The first bleeds into the second. Ask questions. If you don’t know what something is, ask. But don’t ask about every cheese. They’re there to help you, but don’t monopolize their time. Also, please ask before taking any photos!
Say bonjour (hello), sil vous plait (please), merci(thank you), au revoir (good bye). Even if you don’t speak French, you can say bonjour. And they appreciate it. It shows respect, and its typical to greet the shop owners and attendants when one enters the store. To not do so is considered rude.
If they are super busy, be willing to wait. If there’s a line out the door, that’s maybe not the best time for an educational trip. That said, a popular fromagerie can be busy any time. I let several customers go ahead of me so that I could ask my questions and choose my products without feeling rushed. Also, then I got to spend more time looking at the cheese! Which I could do for long enough to age a cheese.
Don’t touch! It is not ok to touch products in most European food stores, including grocery stores, without assistance. After I had assistance I was invited to touch several cheeses to see their consistency. But only after I had assistance and was invited.
If you take up their time, buy something. You don’t have to buy everything you ask about, but don’t waltz out after 20 or 30 minutes of asking questions and browsing without a single purchase.
Don’t assume you know a cheese. My husband rolled his eyes when I purchased a Roquefort at Androuet, which the attendant recommended as a strong blue that would be perfect in two days. “We can get that at home!” he protested. He was wrong. He ate his words, and half of the cheese. We DO NOT have Roquefort that good at home.
Try something you’ve never heard of. That’s the whole point right?
Make a note of what you tried. If you like it, you will want to buy it again. I mistakenly thought I would remember exactly what I got at both shops. I did not. I’m not too bothered by it, because all the more reason to start over when I go back, but I have this dream of trying all 200 types of cheese, just like this blogger. Hey, its important to have goals in life, right?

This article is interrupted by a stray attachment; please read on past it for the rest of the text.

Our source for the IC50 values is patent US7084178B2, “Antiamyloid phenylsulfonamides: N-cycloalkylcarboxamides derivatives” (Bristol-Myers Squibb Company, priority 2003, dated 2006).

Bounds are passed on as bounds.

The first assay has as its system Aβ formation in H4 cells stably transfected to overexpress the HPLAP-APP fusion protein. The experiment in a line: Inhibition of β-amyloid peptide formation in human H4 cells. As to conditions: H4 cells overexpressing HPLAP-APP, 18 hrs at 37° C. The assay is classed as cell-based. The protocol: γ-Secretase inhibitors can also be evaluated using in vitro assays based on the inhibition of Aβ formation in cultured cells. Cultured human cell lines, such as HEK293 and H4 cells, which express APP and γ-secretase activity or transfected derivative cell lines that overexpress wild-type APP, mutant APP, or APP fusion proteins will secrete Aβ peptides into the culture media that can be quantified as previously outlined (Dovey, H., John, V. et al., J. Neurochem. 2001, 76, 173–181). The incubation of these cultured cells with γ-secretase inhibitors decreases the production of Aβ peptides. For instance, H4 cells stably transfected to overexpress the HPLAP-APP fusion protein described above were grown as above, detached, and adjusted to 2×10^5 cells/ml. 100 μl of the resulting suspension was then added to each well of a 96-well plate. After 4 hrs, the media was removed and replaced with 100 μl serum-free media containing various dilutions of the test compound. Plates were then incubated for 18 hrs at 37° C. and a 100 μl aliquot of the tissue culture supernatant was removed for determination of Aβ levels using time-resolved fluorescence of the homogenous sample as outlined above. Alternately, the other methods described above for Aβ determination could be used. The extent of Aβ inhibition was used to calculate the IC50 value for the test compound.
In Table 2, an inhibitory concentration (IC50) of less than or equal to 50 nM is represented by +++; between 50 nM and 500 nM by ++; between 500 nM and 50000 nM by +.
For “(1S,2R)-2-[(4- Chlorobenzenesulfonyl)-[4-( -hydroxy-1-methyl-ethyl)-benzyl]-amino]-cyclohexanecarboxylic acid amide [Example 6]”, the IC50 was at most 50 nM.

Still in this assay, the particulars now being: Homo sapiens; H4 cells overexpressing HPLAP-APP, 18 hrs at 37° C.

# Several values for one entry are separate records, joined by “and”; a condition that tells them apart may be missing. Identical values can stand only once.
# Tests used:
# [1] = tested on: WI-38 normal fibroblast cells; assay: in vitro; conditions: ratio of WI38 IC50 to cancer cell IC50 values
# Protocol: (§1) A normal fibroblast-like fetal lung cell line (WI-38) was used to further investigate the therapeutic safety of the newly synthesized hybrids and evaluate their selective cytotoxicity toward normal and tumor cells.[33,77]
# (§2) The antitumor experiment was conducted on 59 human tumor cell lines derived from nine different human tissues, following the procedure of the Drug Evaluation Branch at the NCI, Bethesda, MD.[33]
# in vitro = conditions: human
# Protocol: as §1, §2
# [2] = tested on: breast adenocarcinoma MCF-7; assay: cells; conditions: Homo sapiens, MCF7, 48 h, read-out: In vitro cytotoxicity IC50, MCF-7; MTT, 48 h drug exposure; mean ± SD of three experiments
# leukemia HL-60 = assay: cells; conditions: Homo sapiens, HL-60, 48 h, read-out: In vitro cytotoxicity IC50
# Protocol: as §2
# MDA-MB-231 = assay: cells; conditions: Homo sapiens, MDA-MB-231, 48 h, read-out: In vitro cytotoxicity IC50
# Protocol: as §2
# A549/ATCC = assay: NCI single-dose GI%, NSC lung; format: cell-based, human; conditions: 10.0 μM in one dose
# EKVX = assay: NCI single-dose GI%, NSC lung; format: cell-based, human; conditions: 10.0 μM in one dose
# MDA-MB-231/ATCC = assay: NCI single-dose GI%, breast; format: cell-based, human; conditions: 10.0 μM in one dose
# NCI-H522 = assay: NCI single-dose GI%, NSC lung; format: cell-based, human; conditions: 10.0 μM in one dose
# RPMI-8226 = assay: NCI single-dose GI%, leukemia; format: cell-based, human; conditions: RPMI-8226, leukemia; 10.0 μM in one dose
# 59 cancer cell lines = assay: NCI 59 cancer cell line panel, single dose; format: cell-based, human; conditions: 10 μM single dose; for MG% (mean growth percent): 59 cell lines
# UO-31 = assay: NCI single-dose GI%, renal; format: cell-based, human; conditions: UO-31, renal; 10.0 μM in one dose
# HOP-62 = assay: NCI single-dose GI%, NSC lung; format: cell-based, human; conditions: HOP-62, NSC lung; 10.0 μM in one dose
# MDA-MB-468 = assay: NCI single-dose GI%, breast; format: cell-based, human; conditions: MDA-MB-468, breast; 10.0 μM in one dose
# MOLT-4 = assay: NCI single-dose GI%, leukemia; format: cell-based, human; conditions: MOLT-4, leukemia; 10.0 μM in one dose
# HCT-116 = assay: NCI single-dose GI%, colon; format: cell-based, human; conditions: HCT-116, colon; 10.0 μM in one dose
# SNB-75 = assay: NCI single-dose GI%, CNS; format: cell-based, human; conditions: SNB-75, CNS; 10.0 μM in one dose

Don’t be afraid to tell them what you like. When I asked for something specific the shop attendant lit up. “Ah! Here’s what I think you’ll love.” Also, tell them when you plan on eating it. Tomorrow? Three days? A week? They can help you choose a cheese that will be at its perfect devouring point for your consumption timeframe.
The basic moral of the cheese story is to be polite, confident, and a little adventurous. You never know what you may find!
Do you know more about cheese than me? What are your tips?
I think there’s a reason why people joke about someone being so incompetent in the kitchen that “they can’t even boil an egg.” Think you got that down? You probably do. You are probably way better and more knowledgeable at this than me. I didn’t realize there were different techniques to boiling eggs. I thought it was place eggs in water, boil til done, peel, and serve. That, of course, was before I had a soft boiled egg. And if you’ve ever had an egg turn powdery, or green, you have overcooked that egg. That’s not normal! And that powdery green is what turns most people off boiled eggs. Which is a shame, because they can be divine.
There are four minute eggs, six minute eggs, eight, ten, and so on. Each different cooking time produces a different kind of boiled egg. For me, the perfect soft boiled egg is a six minute egg. This produces a liquid golden yolk, and whites that aren’t runny. This is the perfect egg for ramen. It makes a lovely breakfast with some buttered toast and jam, or even on its own with just a bit of salt and pepper. But for something like egg salad, an eight minute egg is better.
I honestly think egg salad gets a bad rap, and I’ve had it on the brain lately because it has been unseasonably warm here in Tennessee, and I always make egg salad in the spring. I honestly love a good, creamy, dilly egg salad. It isn’t the prettiest dish, it probably lacks wow factor, but it is comforting, and reminds me of childhood. And its pretty easy to make, except, perhaps, not quite as easy as people think. I was actually surprised the other day when someone asked me for a recipe for it. But as I thought about it, I thought, actually, that’s a question worth answering in a post. I like practical tips, and I like technique, and frankly, we all too often abuse our eggs. Have you listened to this episode of The Splendid Table with John Besh where he talks about how to make a perfect egg? Subtlety, really, is the key to eggs.